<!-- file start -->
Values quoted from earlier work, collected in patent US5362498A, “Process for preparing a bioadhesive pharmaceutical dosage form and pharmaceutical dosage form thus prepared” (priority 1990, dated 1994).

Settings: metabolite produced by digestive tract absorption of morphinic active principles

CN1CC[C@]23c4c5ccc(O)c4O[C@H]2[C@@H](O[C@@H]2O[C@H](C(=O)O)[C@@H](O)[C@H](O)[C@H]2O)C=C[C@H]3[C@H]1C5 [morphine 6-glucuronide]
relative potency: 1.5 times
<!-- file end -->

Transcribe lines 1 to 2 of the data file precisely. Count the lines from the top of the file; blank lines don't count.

Values quoted from earlier work, collected in patent US5362498A, “Process for preparing a bioadhesive pharmaceutical dosage form and pharmaceutical dosage form thus prepared” (priority 1990, dated 1994).

Settings: metabolite produced by digestive tract absorption of morphinic active principles